I consider backlinks to be the most important of the ranking factors. Most SEO sins can be forgiven if your site is being linked to heavily by other quality domains.
The problem is that acquiring backlinks can be costly. There are a number of ways to attract backlinks holistically and all of those methods require a substantial budget. Creating shareable content, distributing your content on social media, and cold outreach campaigns to other blogs are all projects that can help with link building—but they are also projects that are time intensive.
The first step of the competitive analysis is to see where your competitors are in terms of their backlink profile.
The short answer: Once I know how many links we’ll need to build in order to be competitive, I can start to give you a better estimate of timeline and budget.
How does our content compare?
The next step in the competitive analysis process is figuring out what kind of content our competitors have and how it stacks up to what we have.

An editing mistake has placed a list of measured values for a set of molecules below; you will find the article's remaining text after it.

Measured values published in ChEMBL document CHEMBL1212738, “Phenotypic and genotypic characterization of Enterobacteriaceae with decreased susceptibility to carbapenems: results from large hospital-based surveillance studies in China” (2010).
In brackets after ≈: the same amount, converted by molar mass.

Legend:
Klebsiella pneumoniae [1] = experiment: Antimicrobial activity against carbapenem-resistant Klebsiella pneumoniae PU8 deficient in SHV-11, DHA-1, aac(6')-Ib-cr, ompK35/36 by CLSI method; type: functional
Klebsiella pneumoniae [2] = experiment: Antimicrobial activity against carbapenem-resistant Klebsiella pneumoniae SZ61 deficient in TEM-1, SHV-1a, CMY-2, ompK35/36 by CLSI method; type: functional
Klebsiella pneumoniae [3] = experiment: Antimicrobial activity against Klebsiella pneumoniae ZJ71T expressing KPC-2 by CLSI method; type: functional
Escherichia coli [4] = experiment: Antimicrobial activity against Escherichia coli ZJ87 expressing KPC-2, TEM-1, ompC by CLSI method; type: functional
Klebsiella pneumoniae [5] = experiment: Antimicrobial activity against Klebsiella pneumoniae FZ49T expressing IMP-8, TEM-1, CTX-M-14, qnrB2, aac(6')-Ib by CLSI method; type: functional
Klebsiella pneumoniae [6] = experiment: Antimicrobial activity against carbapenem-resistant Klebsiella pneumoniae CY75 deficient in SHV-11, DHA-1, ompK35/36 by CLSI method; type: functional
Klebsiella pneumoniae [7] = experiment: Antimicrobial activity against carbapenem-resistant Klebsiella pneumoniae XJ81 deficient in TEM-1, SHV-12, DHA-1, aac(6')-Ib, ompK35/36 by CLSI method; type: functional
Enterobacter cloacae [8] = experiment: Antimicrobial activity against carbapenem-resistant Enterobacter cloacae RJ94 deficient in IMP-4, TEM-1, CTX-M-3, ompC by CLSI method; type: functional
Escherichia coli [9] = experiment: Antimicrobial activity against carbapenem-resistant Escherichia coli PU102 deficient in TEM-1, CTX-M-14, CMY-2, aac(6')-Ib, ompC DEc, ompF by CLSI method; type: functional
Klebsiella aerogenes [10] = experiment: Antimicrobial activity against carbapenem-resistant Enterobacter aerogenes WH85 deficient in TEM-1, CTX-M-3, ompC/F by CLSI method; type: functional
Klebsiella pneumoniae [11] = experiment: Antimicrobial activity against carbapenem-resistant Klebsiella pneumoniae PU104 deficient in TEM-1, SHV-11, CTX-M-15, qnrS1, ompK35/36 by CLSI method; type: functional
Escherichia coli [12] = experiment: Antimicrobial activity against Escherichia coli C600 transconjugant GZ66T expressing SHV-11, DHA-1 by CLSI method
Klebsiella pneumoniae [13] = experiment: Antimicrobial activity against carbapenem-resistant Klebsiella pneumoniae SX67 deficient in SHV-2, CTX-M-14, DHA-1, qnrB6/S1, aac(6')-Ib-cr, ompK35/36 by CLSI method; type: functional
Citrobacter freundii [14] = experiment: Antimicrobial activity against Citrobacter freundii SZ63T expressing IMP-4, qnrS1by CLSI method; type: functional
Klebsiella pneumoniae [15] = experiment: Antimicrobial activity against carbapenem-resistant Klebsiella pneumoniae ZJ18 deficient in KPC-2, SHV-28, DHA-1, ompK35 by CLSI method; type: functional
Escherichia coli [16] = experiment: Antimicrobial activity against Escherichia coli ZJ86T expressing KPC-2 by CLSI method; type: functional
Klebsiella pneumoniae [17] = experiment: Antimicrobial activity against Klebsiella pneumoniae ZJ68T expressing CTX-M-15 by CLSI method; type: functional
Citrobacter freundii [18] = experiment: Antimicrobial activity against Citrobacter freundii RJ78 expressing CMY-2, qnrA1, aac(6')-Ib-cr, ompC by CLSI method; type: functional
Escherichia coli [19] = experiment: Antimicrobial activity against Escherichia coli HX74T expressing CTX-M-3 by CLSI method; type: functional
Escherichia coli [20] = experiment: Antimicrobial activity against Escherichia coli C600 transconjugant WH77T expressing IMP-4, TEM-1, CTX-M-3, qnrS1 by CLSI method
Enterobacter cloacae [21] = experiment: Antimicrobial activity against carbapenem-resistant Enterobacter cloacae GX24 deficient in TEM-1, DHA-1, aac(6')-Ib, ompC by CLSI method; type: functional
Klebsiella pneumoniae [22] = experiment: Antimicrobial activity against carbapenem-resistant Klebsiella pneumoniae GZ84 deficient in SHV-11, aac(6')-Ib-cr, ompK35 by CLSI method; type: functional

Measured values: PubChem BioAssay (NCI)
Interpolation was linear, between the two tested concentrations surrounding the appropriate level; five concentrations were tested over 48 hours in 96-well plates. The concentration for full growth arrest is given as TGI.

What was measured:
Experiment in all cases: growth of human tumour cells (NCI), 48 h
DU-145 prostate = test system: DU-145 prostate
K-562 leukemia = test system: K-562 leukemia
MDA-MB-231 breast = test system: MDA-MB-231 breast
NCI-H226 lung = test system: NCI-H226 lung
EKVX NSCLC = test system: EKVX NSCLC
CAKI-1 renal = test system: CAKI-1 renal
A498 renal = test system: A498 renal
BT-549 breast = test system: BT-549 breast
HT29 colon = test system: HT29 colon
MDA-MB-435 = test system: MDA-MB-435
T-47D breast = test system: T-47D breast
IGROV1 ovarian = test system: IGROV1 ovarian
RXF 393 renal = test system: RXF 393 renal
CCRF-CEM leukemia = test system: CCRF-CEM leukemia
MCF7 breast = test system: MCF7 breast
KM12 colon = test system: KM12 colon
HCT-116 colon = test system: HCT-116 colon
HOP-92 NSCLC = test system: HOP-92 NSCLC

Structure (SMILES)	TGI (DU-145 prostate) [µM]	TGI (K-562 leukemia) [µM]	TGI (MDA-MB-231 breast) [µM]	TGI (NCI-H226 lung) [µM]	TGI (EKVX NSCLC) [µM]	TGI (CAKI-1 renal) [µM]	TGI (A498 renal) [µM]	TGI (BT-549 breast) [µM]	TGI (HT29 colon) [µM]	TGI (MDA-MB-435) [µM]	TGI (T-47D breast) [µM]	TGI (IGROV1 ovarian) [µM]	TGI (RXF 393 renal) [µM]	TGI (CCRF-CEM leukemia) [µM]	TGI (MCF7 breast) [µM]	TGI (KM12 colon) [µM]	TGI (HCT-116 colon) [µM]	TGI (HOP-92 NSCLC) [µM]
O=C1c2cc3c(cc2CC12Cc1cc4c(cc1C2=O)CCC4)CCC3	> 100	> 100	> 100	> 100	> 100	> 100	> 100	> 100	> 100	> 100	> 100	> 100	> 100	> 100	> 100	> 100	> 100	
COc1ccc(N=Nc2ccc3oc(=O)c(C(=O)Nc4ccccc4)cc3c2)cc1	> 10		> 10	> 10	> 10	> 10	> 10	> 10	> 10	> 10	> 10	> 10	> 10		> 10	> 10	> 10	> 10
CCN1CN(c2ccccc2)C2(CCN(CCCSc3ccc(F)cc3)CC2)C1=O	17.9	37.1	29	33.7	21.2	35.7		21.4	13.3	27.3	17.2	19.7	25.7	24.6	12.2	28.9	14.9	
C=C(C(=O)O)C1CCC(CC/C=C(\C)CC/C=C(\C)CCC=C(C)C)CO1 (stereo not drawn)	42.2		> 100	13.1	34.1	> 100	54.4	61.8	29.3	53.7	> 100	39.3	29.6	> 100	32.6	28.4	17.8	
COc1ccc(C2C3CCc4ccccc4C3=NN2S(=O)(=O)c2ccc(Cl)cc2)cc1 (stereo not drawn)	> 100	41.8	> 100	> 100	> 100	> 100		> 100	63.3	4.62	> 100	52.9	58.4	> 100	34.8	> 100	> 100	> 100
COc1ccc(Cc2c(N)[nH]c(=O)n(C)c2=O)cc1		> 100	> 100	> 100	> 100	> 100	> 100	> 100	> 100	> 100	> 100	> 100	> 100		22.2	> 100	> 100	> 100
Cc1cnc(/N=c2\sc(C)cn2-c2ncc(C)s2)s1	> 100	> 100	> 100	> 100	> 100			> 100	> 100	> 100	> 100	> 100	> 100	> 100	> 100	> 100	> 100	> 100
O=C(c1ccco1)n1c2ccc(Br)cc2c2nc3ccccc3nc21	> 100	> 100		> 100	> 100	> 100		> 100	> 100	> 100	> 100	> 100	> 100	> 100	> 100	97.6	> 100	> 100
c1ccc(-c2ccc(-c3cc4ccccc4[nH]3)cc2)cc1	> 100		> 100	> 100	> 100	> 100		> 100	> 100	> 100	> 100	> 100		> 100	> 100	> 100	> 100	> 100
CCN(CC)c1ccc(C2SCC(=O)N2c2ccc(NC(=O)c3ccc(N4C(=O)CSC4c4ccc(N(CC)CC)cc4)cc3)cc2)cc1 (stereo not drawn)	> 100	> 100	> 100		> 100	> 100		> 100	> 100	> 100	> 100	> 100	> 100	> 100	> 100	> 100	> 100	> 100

For instance, let’s say that you’re a private tutoring agency and you’re trying to rank for the keyword: “math tutors in Los Angeles”. You have a landing page for your tutoring services in LA and you have a few photos of your tutors and about 100 words of text with your offerings.
But then we look at your top 3 competitors and their landing page has 1,500 words of content about their methodology and techniques. They have a 3 minute video interviewing their tutors and clients about their experience. They have a half dozen testimonials from current and past clients on the page. They’ve also written 10 different blog posts about how to help your child with math, tips & tricks for learning algebra, dealing with math anxiety, etc.
If your competitors are creating a substantial amount of content from authoritative writers, and that content is getting engagement from visitors—you’re going to need to invest in a content strategy.